What adaptations does Marram grass have?
Marram is adapted to grow upwards and out of the top of the dune. In addition, marram and lyme grass have leaves that can curl into a cylinder in order to limit the loss of water in the constant wind. The lower surface of the leaf, where stomata take in carbon dioxide, also loses a lot of water.
What are the characteristics of Marram grass?
Marram grass develops deep and extensive rhizomes (roots) and produces dense clumps of grass, often up to a metre or so high, which dominate plant communities and entrap sand. It is more vigorous where sands are mobile, covering the plant and stimulating growth. Similarly burning promotes healthy and dense growth.
Is grass a Xerophyte?
Conserving water Marram grass is a Xerophyte – thriving in arid conditions where most plants would curl up and die.
What is a Marram grass in geography?
Scientific name: Ammophila arenaria. The dense, spiky tufts of Marram grass are a familiar sight on our windswept coasts. In fact, its matted roots help to stabilise sand dunes, allowing them to grow up and become colonised by other species.
How does Marram grass help Stabilise the dunes?
Over time, tough plants known as PIONEERS such as Marram grass take root on the dune, their root systems helping to stabilise the sand and fix it in place. As these plants die off they add nutrients and humus to the sand dune improving the soil, so more complex plants can move in, such as brambles.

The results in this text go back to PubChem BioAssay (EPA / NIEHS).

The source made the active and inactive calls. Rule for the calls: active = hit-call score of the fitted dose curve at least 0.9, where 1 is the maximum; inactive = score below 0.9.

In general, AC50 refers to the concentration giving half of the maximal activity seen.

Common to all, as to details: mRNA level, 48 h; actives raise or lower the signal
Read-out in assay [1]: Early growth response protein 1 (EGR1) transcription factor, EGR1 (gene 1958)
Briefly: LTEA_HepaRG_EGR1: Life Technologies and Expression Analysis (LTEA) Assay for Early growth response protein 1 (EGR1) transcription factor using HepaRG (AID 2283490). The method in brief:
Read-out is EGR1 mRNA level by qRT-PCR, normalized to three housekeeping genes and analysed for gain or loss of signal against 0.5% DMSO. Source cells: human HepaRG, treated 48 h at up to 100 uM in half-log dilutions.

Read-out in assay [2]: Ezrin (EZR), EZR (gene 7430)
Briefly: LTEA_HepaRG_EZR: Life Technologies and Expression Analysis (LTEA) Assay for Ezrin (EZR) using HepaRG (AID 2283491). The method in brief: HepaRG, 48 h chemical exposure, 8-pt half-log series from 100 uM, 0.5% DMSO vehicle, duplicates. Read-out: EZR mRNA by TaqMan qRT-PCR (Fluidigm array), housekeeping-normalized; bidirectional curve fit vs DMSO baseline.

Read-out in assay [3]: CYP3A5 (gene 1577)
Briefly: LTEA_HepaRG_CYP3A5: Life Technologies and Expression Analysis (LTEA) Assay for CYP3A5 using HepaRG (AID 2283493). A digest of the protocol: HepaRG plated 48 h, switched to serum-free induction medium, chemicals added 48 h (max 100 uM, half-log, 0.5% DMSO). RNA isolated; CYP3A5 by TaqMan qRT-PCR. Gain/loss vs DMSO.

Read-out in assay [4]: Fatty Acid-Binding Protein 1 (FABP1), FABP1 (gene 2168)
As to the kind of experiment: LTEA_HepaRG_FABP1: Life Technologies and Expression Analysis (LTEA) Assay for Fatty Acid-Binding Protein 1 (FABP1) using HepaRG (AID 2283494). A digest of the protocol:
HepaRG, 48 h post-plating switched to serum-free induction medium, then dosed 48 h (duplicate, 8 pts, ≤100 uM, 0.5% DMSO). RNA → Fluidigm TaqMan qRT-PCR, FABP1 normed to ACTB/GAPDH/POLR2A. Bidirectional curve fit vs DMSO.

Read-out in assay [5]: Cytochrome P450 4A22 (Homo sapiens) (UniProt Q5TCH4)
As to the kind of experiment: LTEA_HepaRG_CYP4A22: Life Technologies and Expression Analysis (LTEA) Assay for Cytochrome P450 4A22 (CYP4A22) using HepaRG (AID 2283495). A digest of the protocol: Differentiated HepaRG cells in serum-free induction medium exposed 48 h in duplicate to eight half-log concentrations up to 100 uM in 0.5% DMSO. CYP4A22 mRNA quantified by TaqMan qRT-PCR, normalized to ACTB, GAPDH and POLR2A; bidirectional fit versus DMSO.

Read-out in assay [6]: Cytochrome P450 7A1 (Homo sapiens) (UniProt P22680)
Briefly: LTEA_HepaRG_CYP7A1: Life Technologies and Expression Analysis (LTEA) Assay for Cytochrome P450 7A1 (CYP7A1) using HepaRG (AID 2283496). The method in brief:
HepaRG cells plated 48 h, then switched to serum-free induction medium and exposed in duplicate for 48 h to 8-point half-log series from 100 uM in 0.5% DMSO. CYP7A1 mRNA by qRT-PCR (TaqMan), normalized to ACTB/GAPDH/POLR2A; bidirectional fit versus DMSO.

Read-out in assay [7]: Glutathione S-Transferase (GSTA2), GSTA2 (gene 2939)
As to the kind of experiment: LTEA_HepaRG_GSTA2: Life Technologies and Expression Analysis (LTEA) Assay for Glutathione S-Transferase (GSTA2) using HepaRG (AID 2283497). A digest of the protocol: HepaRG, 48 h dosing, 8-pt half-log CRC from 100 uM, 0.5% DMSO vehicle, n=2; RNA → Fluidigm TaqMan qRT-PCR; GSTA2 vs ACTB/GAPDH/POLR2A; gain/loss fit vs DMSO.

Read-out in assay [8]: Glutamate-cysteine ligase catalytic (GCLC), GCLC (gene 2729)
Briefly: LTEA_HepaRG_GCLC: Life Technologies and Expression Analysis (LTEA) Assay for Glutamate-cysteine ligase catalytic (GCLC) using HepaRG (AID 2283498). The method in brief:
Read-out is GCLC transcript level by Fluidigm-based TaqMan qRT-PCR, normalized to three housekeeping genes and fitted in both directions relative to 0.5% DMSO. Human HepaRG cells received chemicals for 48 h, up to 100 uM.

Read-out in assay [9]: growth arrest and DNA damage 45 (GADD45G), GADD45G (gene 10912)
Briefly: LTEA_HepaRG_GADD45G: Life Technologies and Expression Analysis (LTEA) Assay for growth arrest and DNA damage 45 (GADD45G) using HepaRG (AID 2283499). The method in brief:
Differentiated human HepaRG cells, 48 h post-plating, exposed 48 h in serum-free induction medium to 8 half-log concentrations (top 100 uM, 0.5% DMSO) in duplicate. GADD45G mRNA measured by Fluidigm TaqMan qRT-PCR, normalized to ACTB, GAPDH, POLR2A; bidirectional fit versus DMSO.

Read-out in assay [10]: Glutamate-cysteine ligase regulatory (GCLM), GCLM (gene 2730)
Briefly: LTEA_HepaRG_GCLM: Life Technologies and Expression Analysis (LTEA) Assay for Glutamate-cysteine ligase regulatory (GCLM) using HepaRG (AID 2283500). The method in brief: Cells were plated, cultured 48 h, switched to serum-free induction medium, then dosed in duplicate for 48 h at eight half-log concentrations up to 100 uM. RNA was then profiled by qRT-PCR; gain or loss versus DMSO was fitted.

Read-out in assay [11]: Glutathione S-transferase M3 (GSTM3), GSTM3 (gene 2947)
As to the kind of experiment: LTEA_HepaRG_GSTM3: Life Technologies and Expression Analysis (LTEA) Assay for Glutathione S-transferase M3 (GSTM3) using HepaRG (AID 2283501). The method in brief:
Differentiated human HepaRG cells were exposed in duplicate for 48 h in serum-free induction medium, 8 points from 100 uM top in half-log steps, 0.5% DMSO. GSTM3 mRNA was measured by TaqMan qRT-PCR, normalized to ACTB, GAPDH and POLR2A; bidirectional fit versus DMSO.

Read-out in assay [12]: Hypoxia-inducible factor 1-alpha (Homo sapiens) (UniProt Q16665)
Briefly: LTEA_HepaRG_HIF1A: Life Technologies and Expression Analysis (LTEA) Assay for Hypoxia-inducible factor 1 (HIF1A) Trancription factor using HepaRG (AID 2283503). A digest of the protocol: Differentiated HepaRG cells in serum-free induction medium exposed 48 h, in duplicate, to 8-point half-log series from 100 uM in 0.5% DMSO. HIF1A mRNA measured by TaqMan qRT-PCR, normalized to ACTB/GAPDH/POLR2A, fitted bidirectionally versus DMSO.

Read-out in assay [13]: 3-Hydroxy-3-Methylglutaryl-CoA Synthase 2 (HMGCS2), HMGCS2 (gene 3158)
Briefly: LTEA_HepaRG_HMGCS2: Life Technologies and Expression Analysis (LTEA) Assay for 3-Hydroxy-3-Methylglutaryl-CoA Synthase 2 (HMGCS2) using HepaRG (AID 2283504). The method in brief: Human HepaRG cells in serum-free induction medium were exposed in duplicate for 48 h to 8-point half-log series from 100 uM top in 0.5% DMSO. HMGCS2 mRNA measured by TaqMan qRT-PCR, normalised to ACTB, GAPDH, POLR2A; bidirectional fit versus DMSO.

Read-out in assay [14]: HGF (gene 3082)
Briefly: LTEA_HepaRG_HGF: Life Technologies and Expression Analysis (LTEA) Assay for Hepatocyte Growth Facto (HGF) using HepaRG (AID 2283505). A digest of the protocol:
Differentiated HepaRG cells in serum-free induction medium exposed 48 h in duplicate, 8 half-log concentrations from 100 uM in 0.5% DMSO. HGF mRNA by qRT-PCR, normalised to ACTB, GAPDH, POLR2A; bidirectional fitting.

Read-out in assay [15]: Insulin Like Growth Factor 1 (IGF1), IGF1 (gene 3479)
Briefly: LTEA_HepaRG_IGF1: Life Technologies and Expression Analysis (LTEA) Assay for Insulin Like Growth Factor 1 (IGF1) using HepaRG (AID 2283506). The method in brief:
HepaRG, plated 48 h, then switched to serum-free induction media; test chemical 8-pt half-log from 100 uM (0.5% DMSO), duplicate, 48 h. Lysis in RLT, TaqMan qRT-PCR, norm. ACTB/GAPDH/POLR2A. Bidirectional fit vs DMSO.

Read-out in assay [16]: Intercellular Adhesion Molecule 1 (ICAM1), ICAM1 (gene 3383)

What is a marram grass in geography?
How does marram grass help Stabilise the dunes?
Where do you find marram grass?
Marram grass is native to the UK’s coastal regions, including the Orkney, Shetland and Hebridean Islands, and has adapted to grow on open, free draining, low-nutrient mobile and semi-fixed sand dunes.
Where does marram grass grow?
Why is marram grass so important to the formation of sand dunes?
But Marram grass is not just a convenient child’s sword or hiding place, it plays a vital role in stabilising the dunes, its fibrous, matted roots binding the sand down, which helps to encourage the colonisation of other plants.
How do grasses reduce erosion of the dunes?
Aim. The aim of this item is to benefit areas of land adjacent to sand dunes at risk from wind erosion. Planting grasses such as Marram grass act to reduce wind speeds across the dune surface, thereby trapping and holding sand. Their fibrous, horizontal roots also help to hold and stabilise the sand.